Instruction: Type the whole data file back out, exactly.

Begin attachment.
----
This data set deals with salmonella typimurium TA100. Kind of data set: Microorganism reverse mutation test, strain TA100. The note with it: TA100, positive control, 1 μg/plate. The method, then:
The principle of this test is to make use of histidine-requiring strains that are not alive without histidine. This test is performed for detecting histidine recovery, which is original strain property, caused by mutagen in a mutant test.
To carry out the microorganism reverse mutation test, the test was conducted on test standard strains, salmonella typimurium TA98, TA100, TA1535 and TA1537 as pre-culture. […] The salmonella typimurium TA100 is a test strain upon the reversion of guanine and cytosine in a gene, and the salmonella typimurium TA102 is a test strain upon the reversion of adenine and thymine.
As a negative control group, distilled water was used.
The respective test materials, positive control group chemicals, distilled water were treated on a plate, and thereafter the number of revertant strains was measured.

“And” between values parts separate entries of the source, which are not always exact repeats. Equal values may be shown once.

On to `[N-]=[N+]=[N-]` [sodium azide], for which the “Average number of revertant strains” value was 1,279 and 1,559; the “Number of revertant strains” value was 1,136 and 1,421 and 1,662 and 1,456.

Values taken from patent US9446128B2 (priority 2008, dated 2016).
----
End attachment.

This data set deals with salmonella typimurium TA100. Kind of data set: Microorganism reverse mutation test, strain TA100. The note with it: TA100, positive control, 1 μg/plate. The method, then:
The principle of this test is to make use of histidine-requiring strains that are not alive without histidine. This test is performed for detecting histidine recovery, which is original strain property, caused by mutagen in a mutant test.
To carry out the microorganism reverse mutation test, the test was conducted on test standard strains, salmonella typimurium TA98, TA100, TA1535 and TA1537 as pre-culture. […] The salmonella typimurium TA100 is a test strain upon the reversion of guanine and cytosine in a gene, and the salmonella typimurium TA102 is a test strain upon the reversion of adenine and thymine.
As a negative control group, distilled water was used.
The respective test materials, positive control group chemicals, distilled water were treated on a plate, and thereafter the number of revertant strains was measured.

“And” between values parts separate entries of the source, which are not always exact repeats. Equal values may be shown once.

On to `[N-]=[N+]=[N-]` [sodium azide], for which the “Average number of revertant strains” value was 1,279 and 1,559; the “Number of revertant strains” value was 1,136 and 1,421 and 1,662 and 1,456.

Values taken from patent US9446128B2 (priority 2008, dated 2016).